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Exhibition Join In: Voluntary Assocations in America

A Nation of Joiners

Throughout the history of this nation, the powerful impulses that drove people to unite and to pursue their aims in civic associations have changed and evolved. Some of the most prevalent motives for association of all kinds, such as commitments to political or faith-based action, became the contexts in which Americans created voluntary organizations that could advance their goals for shared purposes.

Voluntary associations are by definition exclusive: forming a society within society is their source of unity and social strength. Generally, the lines that these groups drew to define who can belong and benefit have mirrored the history of gender, class, religious, ethnic, and most of all racial discrimination that is a pervasive part of American history. And as the nation became more diverse and strove to be more inclusive, some associations forcefully opposed those changes. Yet associations have also served as powerful instruments to right fundamental wrongs or obtain justice for those oppressed.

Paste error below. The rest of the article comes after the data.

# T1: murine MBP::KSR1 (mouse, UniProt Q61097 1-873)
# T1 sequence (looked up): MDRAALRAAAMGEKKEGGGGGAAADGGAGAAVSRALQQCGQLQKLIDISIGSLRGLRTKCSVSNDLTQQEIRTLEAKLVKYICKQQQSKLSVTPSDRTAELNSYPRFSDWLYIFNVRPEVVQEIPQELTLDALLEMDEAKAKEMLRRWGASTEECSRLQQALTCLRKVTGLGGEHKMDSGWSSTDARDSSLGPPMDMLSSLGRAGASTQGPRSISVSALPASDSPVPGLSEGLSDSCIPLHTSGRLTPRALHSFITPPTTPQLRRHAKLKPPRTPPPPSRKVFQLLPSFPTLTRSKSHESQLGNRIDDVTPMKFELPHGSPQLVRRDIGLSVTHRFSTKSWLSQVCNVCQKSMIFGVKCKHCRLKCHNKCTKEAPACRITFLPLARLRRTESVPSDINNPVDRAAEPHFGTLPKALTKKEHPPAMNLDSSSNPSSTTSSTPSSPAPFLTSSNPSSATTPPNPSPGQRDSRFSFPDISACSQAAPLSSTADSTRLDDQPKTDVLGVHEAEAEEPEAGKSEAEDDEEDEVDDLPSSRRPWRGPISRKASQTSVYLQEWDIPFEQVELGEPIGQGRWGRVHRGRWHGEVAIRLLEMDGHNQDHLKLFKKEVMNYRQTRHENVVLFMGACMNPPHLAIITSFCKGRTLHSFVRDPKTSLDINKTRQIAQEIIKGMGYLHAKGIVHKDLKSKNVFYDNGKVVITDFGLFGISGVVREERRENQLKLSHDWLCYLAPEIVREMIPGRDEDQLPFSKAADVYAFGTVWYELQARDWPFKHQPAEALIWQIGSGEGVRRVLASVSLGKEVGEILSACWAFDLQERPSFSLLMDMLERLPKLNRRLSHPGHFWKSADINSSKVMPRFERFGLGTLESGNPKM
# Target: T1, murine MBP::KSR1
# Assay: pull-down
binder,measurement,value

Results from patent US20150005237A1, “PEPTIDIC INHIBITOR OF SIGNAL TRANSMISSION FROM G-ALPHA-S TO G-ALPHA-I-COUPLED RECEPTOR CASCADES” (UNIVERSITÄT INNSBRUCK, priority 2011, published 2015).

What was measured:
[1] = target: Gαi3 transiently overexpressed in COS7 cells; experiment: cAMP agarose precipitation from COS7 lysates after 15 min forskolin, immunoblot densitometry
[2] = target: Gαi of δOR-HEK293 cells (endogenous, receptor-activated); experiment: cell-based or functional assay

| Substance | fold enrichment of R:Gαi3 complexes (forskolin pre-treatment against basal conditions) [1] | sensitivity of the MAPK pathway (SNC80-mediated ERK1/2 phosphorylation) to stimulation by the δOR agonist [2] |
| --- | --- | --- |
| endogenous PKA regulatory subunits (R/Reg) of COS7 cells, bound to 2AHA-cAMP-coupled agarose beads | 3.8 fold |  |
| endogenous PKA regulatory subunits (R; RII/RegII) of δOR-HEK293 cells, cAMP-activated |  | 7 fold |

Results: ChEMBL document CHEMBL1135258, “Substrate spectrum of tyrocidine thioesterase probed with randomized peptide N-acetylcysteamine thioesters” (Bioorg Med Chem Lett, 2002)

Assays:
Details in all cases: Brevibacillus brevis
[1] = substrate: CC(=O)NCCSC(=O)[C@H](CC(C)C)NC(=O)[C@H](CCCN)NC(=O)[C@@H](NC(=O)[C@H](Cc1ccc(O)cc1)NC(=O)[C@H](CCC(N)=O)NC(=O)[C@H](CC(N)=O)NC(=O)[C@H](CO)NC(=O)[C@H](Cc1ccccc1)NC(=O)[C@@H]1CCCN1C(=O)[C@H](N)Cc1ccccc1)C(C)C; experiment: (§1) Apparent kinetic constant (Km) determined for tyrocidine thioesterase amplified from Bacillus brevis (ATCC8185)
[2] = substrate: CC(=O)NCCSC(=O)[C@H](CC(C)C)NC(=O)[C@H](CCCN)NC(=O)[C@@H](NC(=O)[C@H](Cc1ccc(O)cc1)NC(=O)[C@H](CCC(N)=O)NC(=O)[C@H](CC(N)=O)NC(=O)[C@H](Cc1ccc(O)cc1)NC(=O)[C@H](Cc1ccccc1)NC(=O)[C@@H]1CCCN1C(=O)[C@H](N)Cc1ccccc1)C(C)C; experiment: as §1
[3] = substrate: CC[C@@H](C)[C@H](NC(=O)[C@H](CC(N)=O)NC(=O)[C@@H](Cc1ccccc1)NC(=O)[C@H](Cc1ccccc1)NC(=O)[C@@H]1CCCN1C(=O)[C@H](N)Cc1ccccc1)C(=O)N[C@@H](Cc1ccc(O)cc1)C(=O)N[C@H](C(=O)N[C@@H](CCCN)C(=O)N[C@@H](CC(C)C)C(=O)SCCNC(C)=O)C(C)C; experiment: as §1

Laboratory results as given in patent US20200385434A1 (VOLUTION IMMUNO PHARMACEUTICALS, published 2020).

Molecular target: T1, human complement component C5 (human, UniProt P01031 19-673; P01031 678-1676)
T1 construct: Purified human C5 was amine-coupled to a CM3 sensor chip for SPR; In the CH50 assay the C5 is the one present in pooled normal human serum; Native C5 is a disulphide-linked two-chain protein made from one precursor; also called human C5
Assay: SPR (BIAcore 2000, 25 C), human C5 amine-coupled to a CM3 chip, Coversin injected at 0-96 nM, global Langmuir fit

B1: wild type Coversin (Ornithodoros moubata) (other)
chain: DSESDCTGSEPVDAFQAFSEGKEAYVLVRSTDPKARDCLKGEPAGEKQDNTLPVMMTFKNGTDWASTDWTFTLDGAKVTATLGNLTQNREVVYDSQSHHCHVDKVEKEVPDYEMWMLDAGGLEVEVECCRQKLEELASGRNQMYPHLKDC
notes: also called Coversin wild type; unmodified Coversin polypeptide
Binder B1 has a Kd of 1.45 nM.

Americans have worked to transform their lives and the lives of their communities with myriad associations, including those for fellowship, mutual aid and benevolence, professionalism, labor, emergency services, reform, and community building. Together these efforts suggest in broad strokes the potential that the people of this country have aspired to fulfill.

Fellowship
Lending Hands, Joining Hands
Uniting at Work
Emergency!
Changing America
Building Communities

Fellowship

In British America, fraternal organizations appeared in the mid-1700s. The colonists almost invariably organized their clubs in a way that excluded women, Native Americans, African Americans, and often members of other non-Protestant denominations. Various organizations over time, however, expanded their membership in selectively more inclusive ways. These associations created a space where White men of different Christian denominations and different social classes could meet and socialize. This mixing of social groups opened up possibilities for networking and leadership development that contributed to the gradual rise of a more democratic society. Likewise, members of excluded groups claimed the practice of creating associations, which has empowered and given collective voice to social minorities across the nation.

Order of Odd Fellows and Grand United Order of Odd Fellows

A. C. Golsh, photographer. African American Man, Member of the Grand United Order of Odd Fellows, between 1890 and 1900. Gladstone Collection of African American Photographs, Prints and Photographs Division, Library of Congress (033.00.00)